Published On September 21, 2018
WE SIT BY OUR SON’S INCUBATOR IN THE NEONATAL INTENSIVE CARE UNIT, wondering if today will be a day we head home smiling, crying or, worse, don’t head home at all. Mostly we are rooting for boredom in the NICU. A boring baby is one day closer to leaving.
My son was born at 29 weeks gestation, just 1 pound, 15 ounces. Other parents post happy pictures of their newborns on Facebook, meeting siblings and being held by grandparents. Our baby was whisked off to the NICU before I could even say hello. The first time I saw him, he was more wires and tubes than baby, and even if he could have cried, I wouldn’t have heard it over the monitor alarms.
We had been through this before with his brother, born at 28 weeks and now four years old. In some ways, that experience made our return to the NICU easier. We knew that a baby can make it through and thrive. But in other ways, a second round added a dimension of cruelty. We knew what we were in for—a future of hand sanitizer, the fear of transmitting any illness to his weak system and, worst of all, a separation made more poignant by knowing what we were missing.
His older brother has taught us what it is like to hold your child and protect him. We can’t give our younger son that same visceral assurance. The cutting truth is that the nurses and doctors are far more important to his care now than we are. Separated by a plastic box, by the CPAP mask, the feeding tube, the IV line, the ever-present, brain-scrambling noises of the NICU, it is hard to feel like I am his father.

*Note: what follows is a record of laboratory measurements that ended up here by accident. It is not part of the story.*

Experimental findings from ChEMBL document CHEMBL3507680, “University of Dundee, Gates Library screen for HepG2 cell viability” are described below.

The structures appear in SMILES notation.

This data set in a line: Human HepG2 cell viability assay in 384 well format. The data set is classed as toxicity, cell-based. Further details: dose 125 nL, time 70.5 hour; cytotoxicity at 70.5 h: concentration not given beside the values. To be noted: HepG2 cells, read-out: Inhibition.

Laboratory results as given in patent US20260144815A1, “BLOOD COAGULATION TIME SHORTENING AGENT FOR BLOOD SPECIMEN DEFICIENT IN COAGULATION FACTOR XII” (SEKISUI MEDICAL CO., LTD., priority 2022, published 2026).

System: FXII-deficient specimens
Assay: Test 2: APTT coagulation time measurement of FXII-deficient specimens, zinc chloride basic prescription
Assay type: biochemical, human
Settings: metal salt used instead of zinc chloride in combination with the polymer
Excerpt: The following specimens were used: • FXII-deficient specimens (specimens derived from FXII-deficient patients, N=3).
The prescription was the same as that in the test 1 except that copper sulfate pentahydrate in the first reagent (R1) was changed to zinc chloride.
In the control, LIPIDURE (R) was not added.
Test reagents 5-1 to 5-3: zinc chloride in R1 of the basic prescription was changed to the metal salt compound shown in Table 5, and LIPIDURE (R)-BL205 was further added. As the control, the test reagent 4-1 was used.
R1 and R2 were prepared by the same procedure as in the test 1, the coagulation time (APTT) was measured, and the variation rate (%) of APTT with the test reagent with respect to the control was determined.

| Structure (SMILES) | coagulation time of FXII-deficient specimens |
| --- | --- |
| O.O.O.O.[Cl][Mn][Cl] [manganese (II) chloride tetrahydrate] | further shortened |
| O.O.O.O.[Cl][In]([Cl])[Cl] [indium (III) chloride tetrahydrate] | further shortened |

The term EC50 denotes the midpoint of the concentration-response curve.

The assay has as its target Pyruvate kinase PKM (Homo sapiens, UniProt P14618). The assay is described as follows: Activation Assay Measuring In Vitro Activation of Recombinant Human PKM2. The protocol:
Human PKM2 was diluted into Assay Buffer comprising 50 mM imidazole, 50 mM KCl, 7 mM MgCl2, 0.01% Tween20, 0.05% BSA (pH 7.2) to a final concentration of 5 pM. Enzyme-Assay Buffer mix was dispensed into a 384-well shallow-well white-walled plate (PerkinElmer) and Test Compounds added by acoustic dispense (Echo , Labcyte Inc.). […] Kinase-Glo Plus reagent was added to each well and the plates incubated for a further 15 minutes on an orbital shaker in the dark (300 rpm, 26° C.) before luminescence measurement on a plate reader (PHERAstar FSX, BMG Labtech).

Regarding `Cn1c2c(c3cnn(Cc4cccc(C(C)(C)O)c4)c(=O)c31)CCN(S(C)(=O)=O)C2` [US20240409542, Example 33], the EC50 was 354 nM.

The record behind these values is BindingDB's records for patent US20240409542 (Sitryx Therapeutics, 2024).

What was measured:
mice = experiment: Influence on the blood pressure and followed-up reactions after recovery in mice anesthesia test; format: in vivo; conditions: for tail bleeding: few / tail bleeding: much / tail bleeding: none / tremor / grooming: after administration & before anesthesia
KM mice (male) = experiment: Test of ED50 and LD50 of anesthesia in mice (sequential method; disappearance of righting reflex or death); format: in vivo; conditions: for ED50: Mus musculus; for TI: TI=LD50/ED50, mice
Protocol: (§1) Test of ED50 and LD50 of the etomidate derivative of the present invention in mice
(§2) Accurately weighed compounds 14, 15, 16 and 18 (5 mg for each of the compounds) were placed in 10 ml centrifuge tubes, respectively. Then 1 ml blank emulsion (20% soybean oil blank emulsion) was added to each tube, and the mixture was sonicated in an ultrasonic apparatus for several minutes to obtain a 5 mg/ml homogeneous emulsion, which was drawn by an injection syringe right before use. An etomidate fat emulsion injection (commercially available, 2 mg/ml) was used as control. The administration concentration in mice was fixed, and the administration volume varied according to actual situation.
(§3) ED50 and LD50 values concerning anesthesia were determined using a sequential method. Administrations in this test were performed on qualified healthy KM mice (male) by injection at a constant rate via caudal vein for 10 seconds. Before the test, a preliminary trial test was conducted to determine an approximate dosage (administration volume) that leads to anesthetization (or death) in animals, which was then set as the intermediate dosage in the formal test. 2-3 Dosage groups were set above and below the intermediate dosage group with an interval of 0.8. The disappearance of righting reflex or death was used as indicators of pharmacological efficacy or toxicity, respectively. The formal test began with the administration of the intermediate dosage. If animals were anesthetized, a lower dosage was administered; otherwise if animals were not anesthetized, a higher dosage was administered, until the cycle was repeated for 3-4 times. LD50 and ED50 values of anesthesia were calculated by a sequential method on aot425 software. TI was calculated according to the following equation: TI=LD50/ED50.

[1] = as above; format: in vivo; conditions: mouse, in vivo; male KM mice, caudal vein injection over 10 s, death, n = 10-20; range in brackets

I watch the nurse lift the lid to adjust one of his many tubes and hear a sound coming from inside the incubator. “Is that him?” I ask her. It could have been my son’s cry, or someone else’s, or just a sound from another machine. “It is,” she says, and then the incubator lid is back down.
My wife and I hold him when we can, and sometimes we’re allowed to change his diaper and perform other minor feats of parenting. But we also leave every afternoon, to get back to our four-year-old and to sleep in a home with an empty crib waiting. Here in his world, we are the visitors. Here, a strict set of rules takes precedence, rules that make us nervous, even dangerous outsiders.
A few days after his birth, I caught a cold. I stayed home for almost two weeks, long after the symptoms were gone, to make sure I wasn’t taking any risks. The day I returned to the NICU—the first time I held my son skin to skin—I coughed, and immediately panicked. What if I was still contagious? What if I had just introduced a virus that was going to kill my child? I couldn’t sleep that night from worry. It was three more days before I felt comfortable enough to hold him again.
How do you bond with a child you’re afraid to touch? I try to find ways to be a father to my new son—talk to him, get to know his rhythms. I want to reassure him that this won’t last forever. Someday, I whisper to the Plexiglas, you won’t live alone in a box, poked and prodded, with parents who leave every afternoon. Someday there will be books, laughter, music and hugs. Someday I will be the father you need and deserve.
My boy is one of the lucky ones, growing bigger by grams and longer by millimeters. After two months, they tell us he’ll be coming home soon. It can’t happen quickly enough. He is overdue in knowing what it is like to be a member of our family. It will be a relief, finally, to hold him and not have to let go.
Stay on the frontiers of medicine
- The Newborn Score
Lacking a standardized test to assess a baby’s health at birth, anesthesiologist Virginia Apgar created a simple rubric that persists more than a half century later.
- Babies, the Open Books
Soon it will be both easy and inexpensive to screen a newborn’s whole genome. But that could be a terrible idea.
- The Secret in Mother’s Milk
Does the body have a hidden highway between a mother’s digestive tract and the milk she produces?